Why Did the Terrorists Choose September 11?

On the 15th anniversary of the September 11 attacks, even after the release of the "28 pages" which revealed the involvement of Saudi Arabia, many questions remain unanswered. Why did the terrorists choose September 11 as the date for their attacks? One historical answer seems to have the most potential, but it is not without its critics.

"It was on September 11 1683 that the conquering armies of Islam were met, held, and thrown back at the gates of Vienna," wrote Christopher Hitchens in Britain's The Guardian less than a month after the attacks. He argued that "believers in propaganda by deed, like Gavrilo Princip [the man who carried out the assassination that started World War I] and Timothy McVeigh, usually choose to invest themselves with portentousness by selecting an anniversary that will freight their murder with meaning. Often, it is a date that only meant something to a very limited or arcane circle until its true value was unveiled to a stunned world."

Of the 1683 Siege of Vienna, Hitchens wrote:

Now this, of course, is not a date that has only obscure or sectarian significance. It can rightly, if tritely, be called a hinge-event in human history. The Ottoman empire never recovered from the defeat; from then on it was more likely that Christian or western powers would dominate the Muslim world than the other way around. In our culture, the episode is often forgotten or downplayed, except by Catholic propagandists like Hilaire Belloc and GK Chesterton. But in the Islamic world, and especially among the extremists, it is remembered as a humiliation in itself and a prelude to later ones. (The forces of the Islamic Jihad in Gaza once published a statement saying that they could not be satisfied until all of Spanish Andalusia had been restored to the faithful as well).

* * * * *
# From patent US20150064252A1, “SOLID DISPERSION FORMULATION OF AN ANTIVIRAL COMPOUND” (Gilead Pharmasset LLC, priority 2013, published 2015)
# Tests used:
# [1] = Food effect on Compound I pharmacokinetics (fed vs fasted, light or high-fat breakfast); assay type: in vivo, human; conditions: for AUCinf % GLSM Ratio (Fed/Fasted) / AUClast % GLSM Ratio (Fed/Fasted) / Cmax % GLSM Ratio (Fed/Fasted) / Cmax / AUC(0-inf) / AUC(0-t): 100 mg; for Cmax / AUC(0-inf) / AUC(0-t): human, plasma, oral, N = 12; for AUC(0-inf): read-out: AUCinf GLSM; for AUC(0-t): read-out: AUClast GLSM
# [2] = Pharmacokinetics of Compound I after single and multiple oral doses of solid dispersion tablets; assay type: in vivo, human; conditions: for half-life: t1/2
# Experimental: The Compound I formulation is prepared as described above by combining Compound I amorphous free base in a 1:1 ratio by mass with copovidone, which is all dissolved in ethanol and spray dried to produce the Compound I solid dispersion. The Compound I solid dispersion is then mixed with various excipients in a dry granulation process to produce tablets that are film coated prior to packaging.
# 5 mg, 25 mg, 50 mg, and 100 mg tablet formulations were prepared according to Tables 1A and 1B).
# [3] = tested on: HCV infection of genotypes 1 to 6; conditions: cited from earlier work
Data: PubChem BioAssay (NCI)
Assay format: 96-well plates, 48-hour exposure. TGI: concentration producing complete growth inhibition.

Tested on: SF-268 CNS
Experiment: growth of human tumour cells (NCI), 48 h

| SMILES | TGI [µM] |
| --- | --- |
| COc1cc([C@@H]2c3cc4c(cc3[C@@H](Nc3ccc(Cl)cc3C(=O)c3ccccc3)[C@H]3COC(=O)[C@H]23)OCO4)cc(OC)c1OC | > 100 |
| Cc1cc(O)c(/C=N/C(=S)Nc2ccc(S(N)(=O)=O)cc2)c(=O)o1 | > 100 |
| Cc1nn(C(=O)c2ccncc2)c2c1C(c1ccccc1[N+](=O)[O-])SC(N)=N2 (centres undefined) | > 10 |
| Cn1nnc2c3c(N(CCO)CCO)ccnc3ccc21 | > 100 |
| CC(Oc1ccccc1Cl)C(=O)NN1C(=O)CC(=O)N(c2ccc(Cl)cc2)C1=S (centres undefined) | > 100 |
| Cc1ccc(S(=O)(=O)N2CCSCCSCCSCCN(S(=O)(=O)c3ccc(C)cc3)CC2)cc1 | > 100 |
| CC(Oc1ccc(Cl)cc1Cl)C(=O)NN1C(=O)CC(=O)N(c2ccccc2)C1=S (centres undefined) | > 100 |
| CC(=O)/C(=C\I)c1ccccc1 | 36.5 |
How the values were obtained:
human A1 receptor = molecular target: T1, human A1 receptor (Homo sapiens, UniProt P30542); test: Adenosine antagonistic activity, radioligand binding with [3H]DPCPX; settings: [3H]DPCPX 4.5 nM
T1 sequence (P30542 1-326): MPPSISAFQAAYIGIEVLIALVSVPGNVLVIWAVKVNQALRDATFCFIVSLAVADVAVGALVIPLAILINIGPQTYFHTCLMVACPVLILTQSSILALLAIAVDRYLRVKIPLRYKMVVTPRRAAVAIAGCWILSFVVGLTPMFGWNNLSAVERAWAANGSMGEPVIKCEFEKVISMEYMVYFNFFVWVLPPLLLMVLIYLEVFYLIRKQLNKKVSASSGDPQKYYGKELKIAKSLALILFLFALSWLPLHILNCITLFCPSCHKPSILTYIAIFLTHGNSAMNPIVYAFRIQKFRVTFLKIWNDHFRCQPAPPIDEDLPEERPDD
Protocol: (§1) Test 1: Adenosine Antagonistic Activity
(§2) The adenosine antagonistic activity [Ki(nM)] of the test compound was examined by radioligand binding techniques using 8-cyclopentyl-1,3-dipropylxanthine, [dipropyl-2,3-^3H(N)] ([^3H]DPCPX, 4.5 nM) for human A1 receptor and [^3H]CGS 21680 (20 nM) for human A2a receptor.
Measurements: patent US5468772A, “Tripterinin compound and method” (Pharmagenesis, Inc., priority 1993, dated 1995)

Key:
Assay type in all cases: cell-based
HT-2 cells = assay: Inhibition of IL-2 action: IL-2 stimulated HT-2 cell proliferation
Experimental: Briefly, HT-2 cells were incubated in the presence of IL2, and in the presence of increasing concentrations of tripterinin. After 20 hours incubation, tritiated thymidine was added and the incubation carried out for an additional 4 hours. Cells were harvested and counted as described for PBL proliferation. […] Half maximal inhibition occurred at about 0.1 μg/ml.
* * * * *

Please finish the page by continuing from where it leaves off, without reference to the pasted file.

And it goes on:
Hitchens makes a strong case, and the battle indeed has some significance. The Ottoman Turks had attacked Vienna once before, in 1529, but that siege was short compared to the 1683 event, and while the Ottomans were repulsed then, they came back later. In 1683, the city was about to fall, the Turks had broken through the outer walls, and the siege had gone on for two months before the Polish King Jan Sobieski arrived to free the city.

On September 11-12, Sobieski led a contingent of knights to free the city, and some historians have said his attack was the largest cavalry charge in history. Others say that J.R.R. Tolkien, in The Lord of the Rings, took the inspiration for his "Ride of the Rohirrim" in the battle of Helm's Deep from this event. To the minds of Westerners having read that book or seen the powerful film versions of the story, this is an attractive theory.

In his 2006 Pulitzer Prize-winning book The Looming Tower: Al Qaeda and the Road to 9/11, Lawrence Wright lent weight to Hitchens' argument. According to him, Al Qaeda "perceived the contradiction embodied by Islam's long, steady retreat from the gates of Vienna, where on September 11—that now resonant date—in 1683, the king of Poland began the battle that turned back the farthest advance of Muslim armies. For the next three hundred years, Islam would be overshadowed by the growth of Western Christian societies."

Chillingly, Wright added, "Yet bin Laden and his Arab Afghans believed that, in Afghanistan, they had turned the tide and that Islam was again on the march."

Next Page: "If not because of the Siege of Vienna, why 9/11?"